CrossFit, Biomechanics, and the Fittest on Earth

Next weekend, Michelle Kinney, the 10th fittest woman on earth, will be competing for the title of the fittest woman on earth at the 2011 Reebok CrossFit Games.  She placed first in the Central East Region last month by consistently performing well across 6 very different workouts:
1. Run 1K/ 30 handstand pushups/ Row 1K
2. Thruster Ladder
3. 21-15-9 reps of Deadlift 205lbs /Box jump
4. 100Pull-ups/ 100Kettlebell swings/ 100Double-unders/ 100Overhead squats
5. 9-5-7 reps of muscle ups / squat snatch
6. Row/ Burpees/ Two-arm dumbbell ground-to-overhead/ Toes to bar/ Overhead walking lunge/ Sprint

Before the last event, Michelle was interviewed.

Michelle Kinney Central East 2011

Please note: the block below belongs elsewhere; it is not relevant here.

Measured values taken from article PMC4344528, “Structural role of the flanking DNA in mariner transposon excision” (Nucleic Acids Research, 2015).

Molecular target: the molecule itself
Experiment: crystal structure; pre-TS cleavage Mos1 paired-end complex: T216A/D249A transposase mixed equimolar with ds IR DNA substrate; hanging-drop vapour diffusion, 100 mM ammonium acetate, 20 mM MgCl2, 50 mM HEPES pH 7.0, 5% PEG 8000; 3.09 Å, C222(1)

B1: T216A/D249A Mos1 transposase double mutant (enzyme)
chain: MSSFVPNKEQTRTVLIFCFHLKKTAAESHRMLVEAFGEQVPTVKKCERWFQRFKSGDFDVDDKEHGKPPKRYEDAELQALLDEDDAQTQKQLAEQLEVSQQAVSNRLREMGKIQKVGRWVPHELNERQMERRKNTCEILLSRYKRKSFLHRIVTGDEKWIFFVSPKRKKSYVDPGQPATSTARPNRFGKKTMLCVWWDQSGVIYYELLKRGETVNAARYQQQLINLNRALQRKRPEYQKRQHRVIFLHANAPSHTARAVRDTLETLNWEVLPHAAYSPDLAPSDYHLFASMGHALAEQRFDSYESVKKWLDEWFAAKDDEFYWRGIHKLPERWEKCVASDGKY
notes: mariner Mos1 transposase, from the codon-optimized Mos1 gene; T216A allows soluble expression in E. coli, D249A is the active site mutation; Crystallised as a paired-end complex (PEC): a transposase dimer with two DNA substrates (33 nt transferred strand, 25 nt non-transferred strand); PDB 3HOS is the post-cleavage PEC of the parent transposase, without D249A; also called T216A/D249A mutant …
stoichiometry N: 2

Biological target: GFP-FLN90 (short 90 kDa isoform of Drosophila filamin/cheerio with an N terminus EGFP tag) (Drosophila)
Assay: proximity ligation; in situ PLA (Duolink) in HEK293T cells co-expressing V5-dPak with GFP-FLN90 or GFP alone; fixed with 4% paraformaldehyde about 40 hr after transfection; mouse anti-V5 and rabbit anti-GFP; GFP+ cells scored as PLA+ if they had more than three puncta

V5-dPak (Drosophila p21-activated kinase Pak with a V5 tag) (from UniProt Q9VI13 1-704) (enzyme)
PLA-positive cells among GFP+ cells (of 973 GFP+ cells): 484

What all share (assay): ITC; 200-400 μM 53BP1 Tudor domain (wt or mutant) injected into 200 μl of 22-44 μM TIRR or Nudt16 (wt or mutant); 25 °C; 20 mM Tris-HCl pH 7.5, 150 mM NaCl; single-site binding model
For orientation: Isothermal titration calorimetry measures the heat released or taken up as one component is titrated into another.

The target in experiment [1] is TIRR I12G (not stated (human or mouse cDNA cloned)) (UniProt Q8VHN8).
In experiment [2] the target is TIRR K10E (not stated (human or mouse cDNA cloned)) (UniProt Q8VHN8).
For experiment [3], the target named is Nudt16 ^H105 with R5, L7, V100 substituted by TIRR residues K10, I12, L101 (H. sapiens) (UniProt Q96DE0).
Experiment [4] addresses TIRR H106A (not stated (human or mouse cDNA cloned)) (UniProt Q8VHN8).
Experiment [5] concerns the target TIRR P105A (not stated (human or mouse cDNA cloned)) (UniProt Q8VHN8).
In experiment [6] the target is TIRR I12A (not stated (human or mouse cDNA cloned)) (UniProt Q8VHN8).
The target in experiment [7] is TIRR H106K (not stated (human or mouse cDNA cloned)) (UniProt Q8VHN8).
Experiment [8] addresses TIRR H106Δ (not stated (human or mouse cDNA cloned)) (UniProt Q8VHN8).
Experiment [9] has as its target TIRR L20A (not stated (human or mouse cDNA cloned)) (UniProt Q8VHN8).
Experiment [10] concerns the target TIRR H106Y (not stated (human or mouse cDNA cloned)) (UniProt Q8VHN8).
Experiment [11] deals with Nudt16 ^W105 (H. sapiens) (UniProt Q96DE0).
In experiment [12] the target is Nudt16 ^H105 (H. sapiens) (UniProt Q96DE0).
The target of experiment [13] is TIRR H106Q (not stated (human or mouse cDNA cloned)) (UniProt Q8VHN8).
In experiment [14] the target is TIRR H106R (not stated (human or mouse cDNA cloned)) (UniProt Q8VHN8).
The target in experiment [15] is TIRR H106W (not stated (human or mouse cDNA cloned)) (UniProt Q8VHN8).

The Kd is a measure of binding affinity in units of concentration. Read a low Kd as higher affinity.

Interviewer– “How has your training been this year overall?
Michelle– “Awesome…staying injury free.  I’ve got a great doctor, Dr. Cole, back in Memphis.  He’s kept me healthy.  Anytime something starts to flair up, we knock it out.  We put that fire out before it gets too bad.  That’s been a difference-maker for sure. And just being smarter.  With a year under my belt with competition, I’m listening to my body more, pushing it hard when I need to and backing off when I need to.

Michelle knows what it takes to be the best. It reduces down to biomechanics, skill, and attitude (heart).  With regards to biomechanics, a lot of athletes train in fear of an injury. They undertrain for fear of a pain getting worse or ignore it alltogether, hoping it goes away.  Yet, elite athletes like Michelle understand that pain (tweaks, pulls, catches) is a “check engine” light, signaling a biomechanical overload that’s often secondary to biomechanically inefficient movement.  And there’s no place for inefficiency when your competing “for time.”

Three, two, one, go!

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